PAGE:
The administration of Prime Minister Prayut Chan-ocha has endorsed a bill to establish a holding company that will have 12 major state-owned enterprises under its wing.

The endorsement is a step forward toward the reform of state-run companies lagging behind private businesses in efficiency and the transparency of management. The government envisions drastically reforming the corporate governance of national enterprises to pave the way for improving their earnings.

The bill, presented to the cabinet by the Ministry of Finance, is expected to come into effect after its passage through the National Legislative Assembly, Thailand's interim parliament by the end of this year. As the government's plan to introduce the legislation has been delayed for more than six months, the reform of state-owned companies will finally make headway while holding moves by labor unions and other anti-reform forces in check.

The bill envisages the establishment of a holding company wholly owned by the ministry and the transfer of the government's shareholdings in 12 state-run companies to it.

The 12 companies include oil and gas producer PTT, Thailand's biggest company in terms of market capitalization, as well as Thai Airways International, telecommunications companies TOT and CAT Telecom, and Krung Thai Bank. Some of them are listed on the Stock Exchange of Thailand and therefore have nongovernmental shareholders.

Need for improvement

Bangkok Post reported on Aug 22 that investment assets held by all state-run enterprises in Thailand, including the 12 companies, now equals 75% of the nation's gross domestic product, up from 25% over the past decade, according to the government's internal research. But the ratio of sales to GDP has risen to only 44% from 24%.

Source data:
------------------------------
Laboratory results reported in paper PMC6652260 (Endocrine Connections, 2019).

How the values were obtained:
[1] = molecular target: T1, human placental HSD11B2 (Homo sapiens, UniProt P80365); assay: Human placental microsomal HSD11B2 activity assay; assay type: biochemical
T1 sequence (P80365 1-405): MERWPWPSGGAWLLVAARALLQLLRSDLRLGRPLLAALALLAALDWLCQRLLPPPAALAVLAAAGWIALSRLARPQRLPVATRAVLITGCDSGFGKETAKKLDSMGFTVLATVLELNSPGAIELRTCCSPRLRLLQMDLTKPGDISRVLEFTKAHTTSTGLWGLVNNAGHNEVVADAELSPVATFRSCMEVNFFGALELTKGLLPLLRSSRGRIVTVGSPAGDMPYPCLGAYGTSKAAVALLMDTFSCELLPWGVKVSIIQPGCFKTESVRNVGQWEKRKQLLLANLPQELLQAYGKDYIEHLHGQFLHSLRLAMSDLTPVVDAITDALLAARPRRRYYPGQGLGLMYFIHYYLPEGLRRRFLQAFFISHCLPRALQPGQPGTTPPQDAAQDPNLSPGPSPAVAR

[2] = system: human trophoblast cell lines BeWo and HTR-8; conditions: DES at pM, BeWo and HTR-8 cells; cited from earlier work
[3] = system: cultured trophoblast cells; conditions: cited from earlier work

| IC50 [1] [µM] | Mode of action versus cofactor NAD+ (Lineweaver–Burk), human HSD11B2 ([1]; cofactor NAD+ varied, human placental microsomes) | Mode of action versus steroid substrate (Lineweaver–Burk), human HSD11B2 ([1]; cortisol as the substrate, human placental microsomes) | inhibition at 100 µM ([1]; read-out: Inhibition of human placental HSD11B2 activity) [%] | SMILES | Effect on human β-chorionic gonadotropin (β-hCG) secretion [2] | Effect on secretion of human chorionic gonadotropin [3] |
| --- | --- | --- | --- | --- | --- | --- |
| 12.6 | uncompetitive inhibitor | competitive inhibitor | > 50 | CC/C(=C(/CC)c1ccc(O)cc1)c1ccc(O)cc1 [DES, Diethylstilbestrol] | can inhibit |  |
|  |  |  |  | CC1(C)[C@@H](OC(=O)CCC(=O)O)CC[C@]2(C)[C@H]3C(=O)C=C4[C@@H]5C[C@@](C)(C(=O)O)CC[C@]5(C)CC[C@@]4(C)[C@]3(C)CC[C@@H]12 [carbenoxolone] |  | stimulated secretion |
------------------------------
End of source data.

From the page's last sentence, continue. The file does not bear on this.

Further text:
The government has been looking to address state-owned companies' low efficiency of investment and other flaws.

In the case of TOT, which is often criticized as a symbol of inefficient state-owned businesses, sales per employee are said to be less than one-tenth those of Advanced Info Service, the biggest private telecom company in the country.

People involved in the preparation of the bill refer to TOT and other inefficient national companies in order to stress the importance of reform. The planned holding company and the government would have the 12 companies adopt clear management objectives and thoroughly disclose financial and other information. They would also call for the 12 companies to introduce clear rules for the appointment of board members.

Source: ASEAN Inter-Parliamentary Assembly (AIPA)